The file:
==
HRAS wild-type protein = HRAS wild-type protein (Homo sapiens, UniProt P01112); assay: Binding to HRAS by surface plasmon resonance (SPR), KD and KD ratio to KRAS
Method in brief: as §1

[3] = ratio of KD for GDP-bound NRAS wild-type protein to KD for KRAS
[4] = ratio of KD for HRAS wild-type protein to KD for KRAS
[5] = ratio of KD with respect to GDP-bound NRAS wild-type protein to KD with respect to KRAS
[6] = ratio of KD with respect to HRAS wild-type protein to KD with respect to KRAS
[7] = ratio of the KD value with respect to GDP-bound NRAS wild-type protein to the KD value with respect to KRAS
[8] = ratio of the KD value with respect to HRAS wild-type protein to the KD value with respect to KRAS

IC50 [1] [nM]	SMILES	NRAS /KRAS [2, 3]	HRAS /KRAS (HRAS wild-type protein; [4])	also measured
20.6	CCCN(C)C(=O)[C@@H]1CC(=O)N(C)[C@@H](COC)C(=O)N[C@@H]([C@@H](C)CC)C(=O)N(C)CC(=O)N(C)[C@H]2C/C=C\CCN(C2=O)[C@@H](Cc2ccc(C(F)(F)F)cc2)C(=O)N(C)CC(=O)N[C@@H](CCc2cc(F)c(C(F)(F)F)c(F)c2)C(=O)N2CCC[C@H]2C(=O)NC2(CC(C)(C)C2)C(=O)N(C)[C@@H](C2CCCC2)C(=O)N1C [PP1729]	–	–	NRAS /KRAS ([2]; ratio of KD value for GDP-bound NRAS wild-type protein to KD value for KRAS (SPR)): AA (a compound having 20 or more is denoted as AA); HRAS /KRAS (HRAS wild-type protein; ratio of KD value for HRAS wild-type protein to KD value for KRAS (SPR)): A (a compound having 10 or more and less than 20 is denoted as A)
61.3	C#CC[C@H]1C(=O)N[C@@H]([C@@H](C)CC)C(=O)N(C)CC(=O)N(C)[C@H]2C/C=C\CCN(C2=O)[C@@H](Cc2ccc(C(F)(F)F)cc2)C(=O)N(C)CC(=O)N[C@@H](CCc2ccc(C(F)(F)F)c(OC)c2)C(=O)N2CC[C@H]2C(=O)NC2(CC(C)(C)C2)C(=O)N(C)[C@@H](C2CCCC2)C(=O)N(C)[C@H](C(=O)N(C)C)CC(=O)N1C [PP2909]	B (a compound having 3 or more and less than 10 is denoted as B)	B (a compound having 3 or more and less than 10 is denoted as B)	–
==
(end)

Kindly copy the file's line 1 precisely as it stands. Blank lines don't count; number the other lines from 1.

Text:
HRAS wild-type protein = HRAS wild-type protein (Homo sapiens, UniProt P01112); assay: Binding to HRAS by surface plasmon resonance (SPR), KD and KD ratio to KRAS